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Simple Thanksgiving Dinner Tips Courtesy Of The Founding Fathers

El Centro, California (NAPSI) - Many Americans want to treat family and friends to a holiday meal  with a bit of tradition to it. Making that easier is a delicious recipe for  roast turkey that harks back to Colonial times.

“Thanksgiving is about re-creating family traditions, about taking time to  be with loved ones and honoring generations-old values,” explains Emmy Award−winning  TV host, cookbook author and culinary historian Chef Walter Staib, City Tavern of Philadelphia proprietor.   “It’s the only truly American holiday centered around savoring our nation’s  culinary heritage.”

This simple turkey recipe is based on what our forefathers ate at their  celebrations. “It will taste just as delicious now as it did to our Founding Fathers.”

Early American Roasted Turkey recipe by Chef Staib   Serves 8 to 10

1 (18- to 20-pound) turkey, with  giblets

Salt and freshly ground black  pepper

1 medium yellow onion, quartered

¼ cup chopped fresh parsley

2 Tbsp. chopped fresh thyme

2 medium shallots, finely chopped

1 bunch fresh sage, on stem

1 bunch fresh tarragon, on stem

1 Tbsp. olive oil

Preheat oven to 325° F. Place oven  rack on bottom level. Place wire roasting rack in large roasting pan and  spray with vegetable cooking spray.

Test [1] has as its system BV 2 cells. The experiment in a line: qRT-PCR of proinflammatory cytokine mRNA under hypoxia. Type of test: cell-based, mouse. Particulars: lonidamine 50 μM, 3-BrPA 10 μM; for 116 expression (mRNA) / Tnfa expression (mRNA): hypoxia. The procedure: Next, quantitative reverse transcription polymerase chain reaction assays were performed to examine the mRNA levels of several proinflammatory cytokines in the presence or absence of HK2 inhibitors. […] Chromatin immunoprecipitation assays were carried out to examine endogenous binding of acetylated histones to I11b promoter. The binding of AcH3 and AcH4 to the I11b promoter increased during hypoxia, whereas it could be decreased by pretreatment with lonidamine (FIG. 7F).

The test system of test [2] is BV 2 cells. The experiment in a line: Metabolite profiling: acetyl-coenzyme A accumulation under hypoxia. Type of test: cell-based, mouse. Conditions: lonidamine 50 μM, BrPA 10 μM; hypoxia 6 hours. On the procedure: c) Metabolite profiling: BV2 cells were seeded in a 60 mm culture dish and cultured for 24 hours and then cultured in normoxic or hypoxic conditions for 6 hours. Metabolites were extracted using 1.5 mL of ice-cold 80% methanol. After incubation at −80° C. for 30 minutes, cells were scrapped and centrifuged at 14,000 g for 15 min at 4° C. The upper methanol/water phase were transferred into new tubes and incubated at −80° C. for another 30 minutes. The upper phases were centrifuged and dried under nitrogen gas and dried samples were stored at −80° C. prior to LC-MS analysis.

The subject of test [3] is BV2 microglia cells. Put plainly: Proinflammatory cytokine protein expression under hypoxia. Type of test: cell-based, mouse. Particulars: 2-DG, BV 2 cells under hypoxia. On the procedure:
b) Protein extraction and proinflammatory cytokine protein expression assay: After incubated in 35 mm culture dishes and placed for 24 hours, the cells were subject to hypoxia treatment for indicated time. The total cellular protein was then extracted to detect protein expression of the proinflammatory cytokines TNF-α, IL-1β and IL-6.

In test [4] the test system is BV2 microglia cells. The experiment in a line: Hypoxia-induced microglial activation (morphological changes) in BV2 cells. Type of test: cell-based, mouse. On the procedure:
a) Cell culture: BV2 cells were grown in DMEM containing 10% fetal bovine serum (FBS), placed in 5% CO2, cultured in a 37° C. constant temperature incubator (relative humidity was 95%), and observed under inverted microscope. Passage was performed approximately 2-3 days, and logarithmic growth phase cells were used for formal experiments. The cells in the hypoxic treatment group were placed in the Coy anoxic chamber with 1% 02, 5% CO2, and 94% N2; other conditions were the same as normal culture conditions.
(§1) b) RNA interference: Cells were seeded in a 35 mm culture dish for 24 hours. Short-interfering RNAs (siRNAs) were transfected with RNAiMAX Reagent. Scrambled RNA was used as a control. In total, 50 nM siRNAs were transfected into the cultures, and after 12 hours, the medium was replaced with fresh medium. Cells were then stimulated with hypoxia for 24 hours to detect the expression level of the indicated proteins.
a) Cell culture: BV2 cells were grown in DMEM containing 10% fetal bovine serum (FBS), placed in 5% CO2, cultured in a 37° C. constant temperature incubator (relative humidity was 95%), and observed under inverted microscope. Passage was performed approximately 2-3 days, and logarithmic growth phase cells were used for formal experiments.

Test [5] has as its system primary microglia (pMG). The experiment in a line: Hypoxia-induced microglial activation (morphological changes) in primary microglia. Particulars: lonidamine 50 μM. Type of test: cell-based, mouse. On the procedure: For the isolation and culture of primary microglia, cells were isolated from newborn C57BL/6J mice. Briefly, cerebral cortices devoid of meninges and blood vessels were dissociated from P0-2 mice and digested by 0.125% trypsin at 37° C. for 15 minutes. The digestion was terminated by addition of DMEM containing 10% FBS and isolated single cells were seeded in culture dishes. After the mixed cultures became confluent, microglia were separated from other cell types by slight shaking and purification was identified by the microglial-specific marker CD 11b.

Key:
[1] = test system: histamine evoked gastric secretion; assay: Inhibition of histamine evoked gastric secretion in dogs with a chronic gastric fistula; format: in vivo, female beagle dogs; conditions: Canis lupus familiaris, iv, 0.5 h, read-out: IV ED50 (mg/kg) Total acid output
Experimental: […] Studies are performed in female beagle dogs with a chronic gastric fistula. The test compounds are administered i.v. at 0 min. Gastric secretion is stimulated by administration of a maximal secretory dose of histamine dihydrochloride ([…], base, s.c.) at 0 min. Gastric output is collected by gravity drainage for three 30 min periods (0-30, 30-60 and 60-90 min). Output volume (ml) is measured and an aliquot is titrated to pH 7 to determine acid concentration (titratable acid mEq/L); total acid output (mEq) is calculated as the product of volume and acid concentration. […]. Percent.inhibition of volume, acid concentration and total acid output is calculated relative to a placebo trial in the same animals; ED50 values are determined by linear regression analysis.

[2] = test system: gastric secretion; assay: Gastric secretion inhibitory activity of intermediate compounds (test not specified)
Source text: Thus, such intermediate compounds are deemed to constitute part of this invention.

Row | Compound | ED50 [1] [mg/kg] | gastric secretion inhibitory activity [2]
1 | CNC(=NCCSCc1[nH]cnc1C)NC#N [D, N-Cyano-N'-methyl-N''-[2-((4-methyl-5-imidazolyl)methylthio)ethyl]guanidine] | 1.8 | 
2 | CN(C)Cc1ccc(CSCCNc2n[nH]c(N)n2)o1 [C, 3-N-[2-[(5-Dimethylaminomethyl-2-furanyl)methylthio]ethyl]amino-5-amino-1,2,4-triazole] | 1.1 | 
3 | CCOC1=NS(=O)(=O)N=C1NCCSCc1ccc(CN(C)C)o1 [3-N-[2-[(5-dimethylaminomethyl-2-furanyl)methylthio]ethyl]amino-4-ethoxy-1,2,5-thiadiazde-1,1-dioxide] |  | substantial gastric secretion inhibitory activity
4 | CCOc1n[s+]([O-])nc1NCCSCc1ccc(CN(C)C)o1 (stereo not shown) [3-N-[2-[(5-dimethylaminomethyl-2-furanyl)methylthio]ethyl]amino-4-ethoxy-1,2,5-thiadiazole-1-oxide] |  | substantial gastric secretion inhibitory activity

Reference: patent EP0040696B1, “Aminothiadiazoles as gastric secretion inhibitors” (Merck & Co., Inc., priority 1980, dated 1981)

Remove giblets, neck and any  visible fat from cavity. Discard liver and fat. Rinse turkey inside and out  with cold water; pat dry.

Sprinkle turkey cavity with salt  and pepper. Place quartered onion inside.

In small bowl, combine parsley,  thyme, shallots and 1 tablespoon of the oil. Sprinkle with salt and a  generous grinding of pepper.

Rub herb mixture on meat under the  skin on each side of the breastbone. Place fresh sage and tarragon under  skin, leaving whole. Tie drumsticks together with kitchen string and twist  the wing tips behind the back. Place turkey, breast side up, in prepared  roasting pan.

Roast for about 2 hours, until  breast is browned. Cover with foil and roast for 3 to 4 hours, basting the  turkey every 15 minutes with its own juices. Roast until a meat thermometer  inserted in a thigh muscle registers 180−185° F.

“Turkey  is delicate by nature—the sharper the knife, the cleaner the cut and the  nicer the presentation,” says Staib. “Thankfully, we don’t have to rely on  the 18th-century grinding stone to create sharp knives. EdgeCraft  makes holiday entertaining a little easier with Chef’sChoice®   sharpeners.”

Chef’sChoice®   Turkey-Carving Tips:

• Step 1

Be sure to use a good, sharp knife. Sharp knives are not only safer, they will  help you smoothly cut thin, even slices without shredding the meat.  Fortunately, you don’t have to be an expert to put a razor-sharp edge on your  knife. Chef’sChoice®   M130 professionally sharpens, steels and strops all brands and types of knives.  Precision guides eliminate guesswork for sharp, durable edges. For help  finding a sharpener that’s right for you, call (800) 342-3255 or visit www.chefschoice.com.

• Step 2

After the turkey is cooked (meat thermometer should read 180−185° F  when inserted in the thickest part of the turkey), cool the bird for 15  minutes. Cooling makes the meat firmer and easier to slice. Remove and set  aside the turkey legs and the last joint of each wing. Make a long, deep (to  the bone) horizontal “base cut” into the breast just above the wing.

• Step 3

Slice down vertically through the breast until you meet the original base  cut. This will release perfect, even slices.

Following these preparation and carving tips can help make your  Thanksgiving a meal to remember and one that our country’s founders would  have enjoyed!